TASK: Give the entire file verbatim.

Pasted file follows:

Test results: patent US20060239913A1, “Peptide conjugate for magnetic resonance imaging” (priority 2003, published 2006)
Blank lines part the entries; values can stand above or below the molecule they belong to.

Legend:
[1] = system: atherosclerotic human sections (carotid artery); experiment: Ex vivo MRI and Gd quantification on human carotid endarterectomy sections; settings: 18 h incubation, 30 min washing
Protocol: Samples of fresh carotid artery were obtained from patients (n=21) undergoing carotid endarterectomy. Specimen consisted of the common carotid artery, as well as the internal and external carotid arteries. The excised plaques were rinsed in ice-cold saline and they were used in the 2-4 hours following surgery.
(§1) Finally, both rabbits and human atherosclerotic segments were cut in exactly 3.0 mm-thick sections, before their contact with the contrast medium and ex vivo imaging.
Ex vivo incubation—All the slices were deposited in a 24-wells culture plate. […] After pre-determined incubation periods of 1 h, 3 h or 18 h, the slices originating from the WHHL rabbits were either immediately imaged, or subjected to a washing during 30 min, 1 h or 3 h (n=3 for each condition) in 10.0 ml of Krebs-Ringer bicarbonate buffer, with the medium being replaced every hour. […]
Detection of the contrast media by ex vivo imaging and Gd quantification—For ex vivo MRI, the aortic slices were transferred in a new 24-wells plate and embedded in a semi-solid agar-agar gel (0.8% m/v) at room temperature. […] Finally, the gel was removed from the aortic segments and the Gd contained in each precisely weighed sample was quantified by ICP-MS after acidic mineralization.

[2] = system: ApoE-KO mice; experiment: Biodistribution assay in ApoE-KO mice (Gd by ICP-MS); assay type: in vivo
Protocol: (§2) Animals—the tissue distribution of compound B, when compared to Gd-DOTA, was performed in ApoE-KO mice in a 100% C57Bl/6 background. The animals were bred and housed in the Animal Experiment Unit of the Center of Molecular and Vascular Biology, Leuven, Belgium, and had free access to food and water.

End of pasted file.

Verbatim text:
Test results: patent US20060239913A1, “Peptide conjugate for magnetic resonance imaging” (priority 2003, published 2006)
Blank lines part the entries; values can stand above or below the molecule they belong to.

Legend:
[1] = system: atherosclerotic human sections (carotid artery); experiment: Ex vivo MRI and Gd quantification on human carotid endarterectomy sections; settings: 18 h incubation, 30 min washing
Protocol: Samples of fresh carotid artery were obtained from patients (n=21) undergoing carotid endarterectomy. Specimen consisted of the common carotid artery, as well as the internal and external carotid arteries. The excised plaques were rinsed in ice-cold saline and they were used in the 2-4 hours following surgery.
(§1) Finally, both rabbits and human atherosclerotic segments were cut in exactly 3.0 mm-thick sections, before their contact with the contrast medium and ex vivo imaging.
Ex vivo incubation—All the slices were deposited in a 24-wells culture plate. […] After pre-determined incubation periods of 1 h, 3 h or 18 h, the slices originating from the WHHL rabbits were either immediately imaged, or subjected to a washing during 30 min, 1 h or 3 h (n=3 for each condition) in 10.0 ml of Krebs-Ringer bicarbonate buffer, with the medium being replaced every hour. […]
Detection of the contrast media by ex vivo imaging and Gd quantification—For ex vivo MRI, the aortic slices were transferred in a new 24-wells plate and embedded in a semi-solid agar-agar gel (0.8% m/v) at room temperature. […] Finally, the gel was removed from the aortic segments and the Gd contained in each precisely weighed sample was quantified by ICP-MS after acidic mineralization.

[2] = system: ApoE-KO mice; experiment: Biodistribution assay in ApoE-KO mice (Gd by ICP-MS); assay type: in vivo
Protocol: (§2) Animals—the tissue distribution of compound B, when compared to Gd-DOTA, was performed in ApoE-KO mice in a 100% C57Bl/6 background. The animals were bred and housed in the Animal Experiment Unit of the Center of Molecular and Vascular Biology, Leuven, Belgium, and had free access to food and water.